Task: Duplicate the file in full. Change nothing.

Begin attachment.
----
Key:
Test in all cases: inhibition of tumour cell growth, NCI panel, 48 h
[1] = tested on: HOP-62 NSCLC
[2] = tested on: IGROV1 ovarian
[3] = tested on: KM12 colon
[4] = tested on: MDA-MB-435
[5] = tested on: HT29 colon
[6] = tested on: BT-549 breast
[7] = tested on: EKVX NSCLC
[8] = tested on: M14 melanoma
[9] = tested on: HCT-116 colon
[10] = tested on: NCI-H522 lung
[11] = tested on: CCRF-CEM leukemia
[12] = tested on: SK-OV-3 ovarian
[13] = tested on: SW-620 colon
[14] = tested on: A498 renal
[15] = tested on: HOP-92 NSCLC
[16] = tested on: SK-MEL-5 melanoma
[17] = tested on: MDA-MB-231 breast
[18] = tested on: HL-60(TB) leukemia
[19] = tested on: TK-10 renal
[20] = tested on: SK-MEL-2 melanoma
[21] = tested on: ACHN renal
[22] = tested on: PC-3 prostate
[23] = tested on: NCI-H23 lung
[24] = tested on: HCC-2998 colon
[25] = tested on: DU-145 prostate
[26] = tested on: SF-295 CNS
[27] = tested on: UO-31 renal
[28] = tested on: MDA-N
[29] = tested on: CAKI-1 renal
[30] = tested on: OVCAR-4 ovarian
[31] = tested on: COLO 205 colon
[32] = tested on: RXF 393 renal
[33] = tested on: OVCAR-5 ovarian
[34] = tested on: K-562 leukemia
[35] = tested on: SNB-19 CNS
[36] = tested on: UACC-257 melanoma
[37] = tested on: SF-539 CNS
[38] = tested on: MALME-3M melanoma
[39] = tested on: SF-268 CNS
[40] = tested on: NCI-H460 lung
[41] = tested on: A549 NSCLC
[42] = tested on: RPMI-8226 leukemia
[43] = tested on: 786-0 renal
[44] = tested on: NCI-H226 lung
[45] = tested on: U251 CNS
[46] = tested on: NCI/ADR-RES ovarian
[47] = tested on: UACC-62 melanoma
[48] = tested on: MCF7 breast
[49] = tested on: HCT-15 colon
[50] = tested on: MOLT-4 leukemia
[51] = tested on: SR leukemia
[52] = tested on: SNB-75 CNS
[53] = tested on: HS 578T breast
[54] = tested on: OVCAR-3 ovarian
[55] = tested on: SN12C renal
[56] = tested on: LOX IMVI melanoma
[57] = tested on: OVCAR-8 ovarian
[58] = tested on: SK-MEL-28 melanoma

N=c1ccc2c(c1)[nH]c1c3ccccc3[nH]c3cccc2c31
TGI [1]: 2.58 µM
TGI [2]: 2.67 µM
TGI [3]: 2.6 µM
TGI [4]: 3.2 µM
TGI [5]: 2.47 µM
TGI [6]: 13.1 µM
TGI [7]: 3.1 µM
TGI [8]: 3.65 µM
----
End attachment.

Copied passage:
Key:
Test in all cases: inhibition of tumour cell growth, NCI panel, 48 h
[1] = tested on: HOP-62 NSCLC
[2] = tested on: IGROV1 ovarian
[3] = tested on: KM12 colon
[4] = tested on: MDA-MB-435
[5] = tested on: HT29 colon
[6] = tested on: BT-549 breast
[7] = tested on: EKVX NSCLC
[8] = tested on: M14 melanoma
[9] = tested on: HCT-116 colon
[10] = tested on: NCI-H522 lung
[11] = tested on: CCRF-CEM leukemia
[12] = tested on: SK-OV-3 ovarian
[13] = tested on: SW-620 colon
[14] = tested on: A498 renal
[15] = tested on: HOP-92 NSCLC
[16] = tested on: SK-MEL-5 melanoma
[17] = tested on: MDA-MB-231 breast
[18] = tested on: HL-60(TB) leukemia
[19] = tested on: TK-10 renal
[20] = tested on: SK-MEL-2 melanoma
[21] = tested on: ACHN renal
[22] = tested on: PC-3 prostate
[23] = tested on: NCI-H23 lung
[24] = tested on: HCC-2998 colon
[25] = tested on: DU-145 prostate
[26] = tested on: SF-295 CNS
[27] = tested on: UO-31 renal
[28] = tested on: MDA-N
[29] = tested on: CAKI-1 renal
[30] = tested on: OVCAR-4 ovarian
[31] = tested on: COLO 205 colon
[32] = tested on: RXF 393 renal
[33] = tested on: OVCAR-5 ovarian
[34] = tested on: K-562 leukemia
[35] = tested on: SNB-19 CNS
[36] = tested on: UACC-257 melanoma
[37] = tested on: SF-539 CNS
[38] = tested on: MALME-3M melanoma
[39] = tested on: SF-268 CNS
[40] = tested on: NCI-H460 lung
[41] = tested on: A549 NSCLC
[42] = tested on: RPMI-8226 leukemia
[43] = tested on: 786-0 renal
[44] = tested on: NCI-H226 lung
[45] = tested on: U251 CNS
[46] = tested on: NCI/ADR-RES ovarian
[47] = tested on: UACC-62 melanoma
[48] = tested on: MCF7 breast
[49] = tested on: HCT-15 colon
[50] = tested on: MOLT-4 leukemia
[51] = tested on: SR leukemia
[52] = tested on: SNB-75 CNS
[53] = tested on: HS 578T breast
[54] = tested on: OVCAR-3 ovarian
[55] = tested on: SN12C renal
[56] = tested on: LOX IMVI melanoma
[57] = tested on: OVCAR-8 ovarian
[58] = tested on: SK-MEL-28 melanoma

N=c1ccc2c(c1)[nH]c1c3ccccc3[nH]c3cccc2c31
TGI [1]: 2.58 µM
TGI [2]: 2.67 µM
TGI [3]: 2.6 µM
TGI [4]: 3.2 µM
TGI [5]: 2.47 µM
TGI [6]: 13.1 µM
TGI [7]: 3.1 µM
TGI [8]: 3.65 µM